Essentially, everything becomes a part of this dialogue with God: every joy becomes a reason for praise, every trial is an opportunity to ask for help. Prayer is always alive in our lives, like embers, even when the mouth does not speak, but the heart speaks. Every thought, even the apparently “profane” ones, can be permeated by prayer. There is even a prayerful aspect in the human intelligence; it is, in fact, a window peering into the mystery: it illuminates the few steps in front of us and then opens up to the entire reality, this reality that precedes it and surpasses it. This mystery does not have a disquieting or anxious face. No, knowledge of Christ makes us confident that whatever our eyes and the eyes of our minds cannot see, rather than nothing being there, there is someone who is waiting for us, there is infinite grace. And thus, Christian prayer instils an invincible hope in the human heart: whatever experience we touch on our journey, God’s love can turn it into good.
Regarding this, the Catechism reads: “We learn to pray at certain moments by hearing the Word of the Lord and sharing in his Paschal Mystery, but his Spirit is offered us at all times, in the events of each day, to make prayer spring up from us. Time is in the Father’s hands; it is in the present that we encounter him, not yesterday or tomorrow, but today” (n. 2659). Today I meet God, today is always the day of the encounter.
There exists no other wonderful day than the day we are living. Those who live always thinking about the future, in the future: “But it will be better...”, but do not take each day as it comes: these are people who live in their fantasy, they do not know how to deal with concrete reality. And today is real, today is concrete. And prayer is to be done today. Jesus comes to meet us today, the day we are living. And it is prayer that transforms this day into grace, or better, it transforms us: it appeases anger, sustains love, multiplies joy, instils the strength to forgive. Sometimes it will seem that it is no longer we who are living, but that grace lives and works in us through prayer. It is grace that awaits, but always this, don’t forget: take today as it comes. And let’s think about when an angry thought comes to you, of unhappiness, that moves you toward bitterness, stop yourself. And let’s say to the Lord: “Where are you? And where am I going?” And the Lord is there, the Lord will give you the right word, the advice to go ahead without that bitter, negative taste. For prayer is always, using a profane word, is positive. Always. It will carry you ahead. Each day that begins is accompanied by courage if it is welcomed in prayer. Thus, the problems we face no longer seem to be obstacles to our happiness, but appeals from God, opportunities to meet Him. And when a person is accompanied by the Lord, he or she feels more courageous, freer, and even happier.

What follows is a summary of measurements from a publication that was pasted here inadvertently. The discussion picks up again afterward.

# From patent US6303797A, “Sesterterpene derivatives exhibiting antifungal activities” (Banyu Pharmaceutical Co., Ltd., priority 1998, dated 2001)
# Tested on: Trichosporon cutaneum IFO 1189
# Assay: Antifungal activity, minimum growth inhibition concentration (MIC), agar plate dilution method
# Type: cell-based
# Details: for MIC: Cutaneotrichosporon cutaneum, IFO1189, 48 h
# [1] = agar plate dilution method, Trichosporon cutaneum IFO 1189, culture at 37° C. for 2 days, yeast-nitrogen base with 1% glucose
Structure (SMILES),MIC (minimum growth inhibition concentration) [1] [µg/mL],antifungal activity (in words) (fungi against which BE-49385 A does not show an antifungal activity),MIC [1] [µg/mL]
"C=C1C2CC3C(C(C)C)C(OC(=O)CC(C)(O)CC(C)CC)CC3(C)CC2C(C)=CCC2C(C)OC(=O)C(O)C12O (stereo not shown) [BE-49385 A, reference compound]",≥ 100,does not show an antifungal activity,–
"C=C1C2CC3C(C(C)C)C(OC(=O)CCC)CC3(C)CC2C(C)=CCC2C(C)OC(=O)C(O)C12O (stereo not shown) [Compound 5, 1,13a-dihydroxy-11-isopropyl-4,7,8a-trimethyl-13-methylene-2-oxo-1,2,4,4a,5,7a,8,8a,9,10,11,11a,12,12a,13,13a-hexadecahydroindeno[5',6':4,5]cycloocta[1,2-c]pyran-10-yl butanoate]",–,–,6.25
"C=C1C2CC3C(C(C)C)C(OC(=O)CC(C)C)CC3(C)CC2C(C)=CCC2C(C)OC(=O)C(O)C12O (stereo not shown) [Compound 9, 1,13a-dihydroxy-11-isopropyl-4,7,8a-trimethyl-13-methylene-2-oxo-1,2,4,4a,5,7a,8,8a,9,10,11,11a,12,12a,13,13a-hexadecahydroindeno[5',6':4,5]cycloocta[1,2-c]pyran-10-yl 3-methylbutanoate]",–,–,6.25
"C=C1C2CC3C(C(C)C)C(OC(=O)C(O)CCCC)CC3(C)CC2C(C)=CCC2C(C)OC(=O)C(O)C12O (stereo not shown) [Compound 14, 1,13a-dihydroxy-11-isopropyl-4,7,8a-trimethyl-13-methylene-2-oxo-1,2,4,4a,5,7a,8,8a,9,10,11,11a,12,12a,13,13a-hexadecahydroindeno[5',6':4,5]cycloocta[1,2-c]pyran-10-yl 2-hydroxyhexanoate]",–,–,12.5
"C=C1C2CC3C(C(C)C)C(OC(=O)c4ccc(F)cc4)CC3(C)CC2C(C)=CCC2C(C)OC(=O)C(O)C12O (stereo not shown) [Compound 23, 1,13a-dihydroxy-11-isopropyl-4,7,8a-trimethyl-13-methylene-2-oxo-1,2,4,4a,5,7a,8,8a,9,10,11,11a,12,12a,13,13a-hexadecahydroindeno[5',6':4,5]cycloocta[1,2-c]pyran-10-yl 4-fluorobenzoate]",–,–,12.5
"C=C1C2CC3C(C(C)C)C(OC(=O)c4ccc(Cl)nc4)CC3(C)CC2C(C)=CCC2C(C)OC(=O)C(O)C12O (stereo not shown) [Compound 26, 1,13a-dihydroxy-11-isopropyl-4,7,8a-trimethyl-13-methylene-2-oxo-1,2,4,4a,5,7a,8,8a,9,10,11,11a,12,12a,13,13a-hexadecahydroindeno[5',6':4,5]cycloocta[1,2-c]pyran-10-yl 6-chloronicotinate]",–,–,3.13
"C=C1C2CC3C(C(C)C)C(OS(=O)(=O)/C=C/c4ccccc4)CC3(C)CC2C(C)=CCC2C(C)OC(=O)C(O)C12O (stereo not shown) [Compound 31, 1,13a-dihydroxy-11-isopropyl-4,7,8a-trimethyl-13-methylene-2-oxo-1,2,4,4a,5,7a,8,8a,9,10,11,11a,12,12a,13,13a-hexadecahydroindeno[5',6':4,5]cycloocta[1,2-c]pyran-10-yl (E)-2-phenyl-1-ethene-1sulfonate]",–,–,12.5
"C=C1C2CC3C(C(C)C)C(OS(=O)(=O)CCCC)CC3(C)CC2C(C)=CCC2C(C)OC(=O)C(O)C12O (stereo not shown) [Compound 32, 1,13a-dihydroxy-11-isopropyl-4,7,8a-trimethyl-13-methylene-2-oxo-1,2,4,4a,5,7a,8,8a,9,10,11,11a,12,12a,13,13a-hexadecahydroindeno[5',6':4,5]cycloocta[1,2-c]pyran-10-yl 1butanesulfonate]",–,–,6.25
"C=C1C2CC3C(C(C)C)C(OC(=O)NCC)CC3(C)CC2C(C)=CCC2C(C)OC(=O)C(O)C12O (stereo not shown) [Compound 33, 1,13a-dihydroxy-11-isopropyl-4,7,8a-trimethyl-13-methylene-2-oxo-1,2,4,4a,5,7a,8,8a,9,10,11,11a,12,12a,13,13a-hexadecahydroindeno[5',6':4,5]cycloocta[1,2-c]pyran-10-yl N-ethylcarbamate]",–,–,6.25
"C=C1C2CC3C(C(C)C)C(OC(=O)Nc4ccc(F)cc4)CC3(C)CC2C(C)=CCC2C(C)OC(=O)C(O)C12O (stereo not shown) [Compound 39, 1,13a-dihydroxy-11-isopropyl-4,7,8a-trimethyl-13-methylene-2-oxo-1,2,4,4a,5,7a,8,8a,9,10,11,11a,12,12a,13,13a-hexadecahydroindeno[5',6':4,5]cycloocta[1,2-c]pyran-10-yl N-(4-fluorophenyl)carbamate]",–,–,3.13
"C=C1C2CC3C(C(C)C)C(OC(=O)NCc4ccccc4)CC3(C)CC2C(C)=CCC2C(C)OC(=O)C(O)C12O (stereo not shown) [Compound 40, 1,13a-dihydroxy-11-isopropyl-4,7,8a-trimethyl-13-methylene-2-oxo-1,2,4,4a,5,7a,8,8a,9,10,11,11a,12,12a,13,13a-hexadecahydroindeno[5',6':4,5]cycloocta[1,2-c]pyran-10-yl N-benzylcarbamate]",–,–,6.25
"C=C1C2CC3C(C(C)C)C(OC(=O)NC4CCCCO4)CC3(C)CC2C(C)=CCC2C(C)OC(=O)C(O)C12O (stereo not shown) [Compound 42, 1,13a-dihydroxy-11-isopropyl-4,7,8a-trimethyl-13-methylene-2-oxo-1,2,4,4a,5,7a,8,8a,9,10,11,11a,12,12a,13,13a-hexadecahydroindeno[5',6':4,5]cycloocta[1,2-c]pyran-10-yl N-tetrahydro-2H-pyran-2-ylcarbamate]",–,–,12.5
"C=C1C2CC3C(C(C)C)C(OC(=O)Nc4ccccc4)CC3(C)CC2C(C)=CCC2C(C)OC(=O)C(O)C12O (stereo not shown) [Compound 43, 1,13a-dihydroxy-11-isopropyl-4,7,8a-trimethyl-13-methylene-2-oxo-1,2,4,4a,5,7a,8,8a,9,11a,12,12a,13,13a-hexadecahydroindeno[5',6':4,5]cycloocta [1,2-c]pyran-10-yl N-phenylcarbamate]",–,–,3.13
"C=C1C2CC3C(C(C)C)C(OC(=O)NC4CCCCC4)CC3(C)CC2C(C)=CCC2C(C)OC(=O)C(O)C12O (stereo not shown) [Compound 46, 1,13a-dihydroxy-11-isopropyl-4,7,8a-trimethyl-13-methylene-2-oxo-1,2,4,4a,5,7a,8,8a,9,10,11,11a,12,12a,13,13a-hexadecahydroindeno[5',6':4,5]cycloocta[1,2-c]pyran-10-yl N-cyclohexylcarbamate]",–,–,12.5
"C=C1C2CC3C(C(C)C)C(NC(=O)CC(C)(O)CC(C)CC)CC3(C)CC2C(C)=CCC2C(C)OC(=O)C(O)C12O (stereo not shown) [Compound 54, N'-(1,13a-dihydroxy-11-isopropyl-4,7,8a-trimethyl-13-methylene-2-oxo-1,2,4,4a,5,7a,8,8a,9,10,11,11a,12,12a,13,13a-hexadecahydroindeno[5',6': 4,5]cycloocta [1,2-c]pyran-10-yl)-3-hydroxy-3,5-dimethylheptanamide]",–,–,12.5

Let us pray always, then, for everyone, even for our enemies. Jesus counselled us to do this: “Pray for your enemies”. Let us pray for our dear ones, even those we do not know. Let us pray even for our enemies, as I said, as the Scriptures often invite us to do. Prayer inclines us toward a superabundant love. Let us pray above all for people who are sad, for those who weep in solitude and despair that there still might be someone who loves them. Pray works miracles; and the poor then understand, by God’s grace that, even in their precarious situation, the prayer of a Christian makes Christ’s compassion present. He, in fact, looked with great tenderness on the weary and lost crowd who were like sheep without a shepherd (cf Mk 6:34). The Lord is – let’s not forget – the Lord of compassion, of nearness, of tenderness: three words never to be forgotten regarding the Lord. Because this is the Lord’s style: compassion, nearness, tenderness.